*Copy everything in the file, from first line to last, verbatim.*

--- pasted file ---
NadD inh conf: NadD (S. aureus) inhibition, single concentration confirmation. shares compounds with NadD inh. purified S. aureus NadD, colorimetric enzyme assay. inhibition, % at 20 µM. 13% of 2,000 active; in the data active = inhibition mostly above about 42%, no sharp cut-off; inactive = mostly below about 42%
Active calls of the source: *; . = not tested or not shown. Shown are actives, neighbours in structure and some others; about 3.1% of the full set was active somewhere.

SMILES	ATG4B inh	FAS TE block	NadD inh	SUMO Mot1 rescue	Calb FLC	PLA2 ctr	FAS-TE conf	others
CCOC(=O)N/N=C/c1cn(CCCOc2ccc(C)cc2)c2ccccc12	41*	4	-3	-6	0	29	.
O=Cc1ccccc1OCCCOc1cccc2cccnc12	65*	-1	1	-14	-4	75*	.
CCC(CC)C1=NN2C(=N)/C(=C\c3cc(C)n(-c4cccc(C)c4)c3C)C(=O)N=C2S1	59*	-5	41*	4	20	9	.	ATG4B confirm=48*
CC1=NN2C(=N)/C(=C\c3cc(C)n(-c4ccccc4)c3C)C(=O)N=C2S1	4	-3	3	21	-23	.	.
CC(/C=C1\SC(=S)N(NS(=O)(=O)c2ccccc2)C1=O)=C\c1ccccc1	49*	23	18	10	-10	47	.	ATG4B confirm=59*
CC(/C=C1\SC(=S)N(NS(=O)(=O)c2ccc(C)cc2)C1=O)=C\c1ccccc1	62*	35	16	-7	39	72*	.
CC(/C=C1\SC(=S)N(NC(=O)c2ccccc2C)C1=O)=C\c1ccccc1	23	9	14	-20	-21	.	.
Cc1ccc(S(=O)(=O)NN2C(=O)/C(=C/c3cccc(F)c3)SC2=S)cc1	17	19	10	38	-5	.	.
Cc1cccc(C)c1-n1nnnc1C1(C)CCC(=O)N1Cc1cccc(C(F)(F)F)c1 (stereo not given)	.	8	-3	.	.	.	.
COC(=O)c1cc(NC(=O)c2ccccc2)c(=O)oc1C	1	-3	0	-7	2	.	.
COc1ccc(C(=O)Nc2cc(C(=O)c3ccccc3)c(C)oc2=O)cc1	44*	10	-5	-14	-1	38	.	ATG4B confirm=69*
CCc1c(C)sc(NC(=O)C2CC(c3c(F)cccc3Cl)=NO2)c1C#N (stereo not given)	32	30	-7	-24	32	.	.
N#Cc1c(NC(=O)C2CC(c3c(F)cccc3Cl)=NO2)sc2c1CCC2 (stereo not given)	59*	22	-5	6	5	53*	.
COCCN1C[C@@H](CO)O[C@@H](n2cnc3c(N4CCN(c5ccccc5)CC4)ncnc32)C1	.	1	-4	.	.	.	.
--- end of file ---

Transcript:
NadD inh conf: NadD (S. aureus) inhibition, single concentration confirmation. shares compounds with NadD inh. purified S. aureus NadD, colorimetric enzyme assay. inhibition, % at 20 µM. 13% of 2,000 active; in the data active = inhibition mostly above about 42%, no sharp cut-off; inactive = mostly below about 42%
Active calls of the source: *; . = not tested or not shown. Shown are actives, neighbours in structure and some others; about 3.1% of the full set was active somewhere.

SMILES	ATG4B inh	FAS TE block	NadD inh	SUMO Mot1 rescue	Calb FLC	PLA2 ctr	FAS-TE conf	others
CCOC(=O)N/N=C/c1cn(CCCOc2ccc(C)cc2)c2ccccc12	41*	4	-3	-6	0	29	.
O=Cc1ccccc1OCCCOc1cccc2cccnc12	65*	-1	1	-14	-4	75*	.
CCC(CC)C1=NN2C(=N)/C(=C\c3cc(C)n(-c4cccc(C)c4)c3C)C(=O)N=C2S1	59*	-5	41*	4	20	9	.	ATG4B confirm=48*
CC1=NN2C(=N)/C(=C\c3cc(C)n(-c4ccccc4)c3C)C(=O)N=C2S1	4	-3	3	21	-23	.	.
CC(/C=C1\SC(=S)N(NS(=O)(=O)c2ccccc2)C1=O)=C\c1ccccc1	49*	23	18	10	-10	47	.	ATG4B confirm=59*
CC(/C=C1\SC(=S)N(NS(=O)(=O)c2ccc(C)cc2)C1=O)=C\c1ccccc1	62*	35	16	-7	39	72*	.
CC(/C=C1\SC(=S)N(NC(=O)c2ccccc2C)C1=O)=C\c1ccccc1	23	9	14	-20	-21	.	.
Cc1ccc(S(=O)(=O)NN2C(=O)/C(=C/c3cccc(F)c3)SC2=S)cc1	17	19	10	38	-5	.	.
Cc1cccc(C)c1-n1nnnc1C1(C)CCC(=O)N1Cc1cccc(C(F)(F)F)c1 (stereo not given)	.	8	-3	.	.	.	.
COC(=O)c1cc(NC(=O)c2ccccc2)c(=O)oc1C	1	-3	0	-7	2	.	.
COc1ccc(C(=O)Nc2cc(C(=O)c3ccccc3)c(C)oc2=O)cc1	44*	10	-5	-14	-1	38	.	ATG4B confirm=69*
CCc1c(C)sc(NC(=O)C2CC(c3c(F)cccc3Cl)=NO2)c1C#N (stereo not given)	32	30	-7	-24	32	.	.
N#Cc1c(NC(=O)C2CC(c3c(F)cccc3Cl)=NO2)sc2c1CCC2 (stereo not given)	59*	22	-5	6	5	53*	.
COCCN1C[C@@H](CO)O[C@@H](n2cnc3c(N4CCN(c5ccccc5)CC4)ncnc32)C1	.	1	-4	.	.	.	.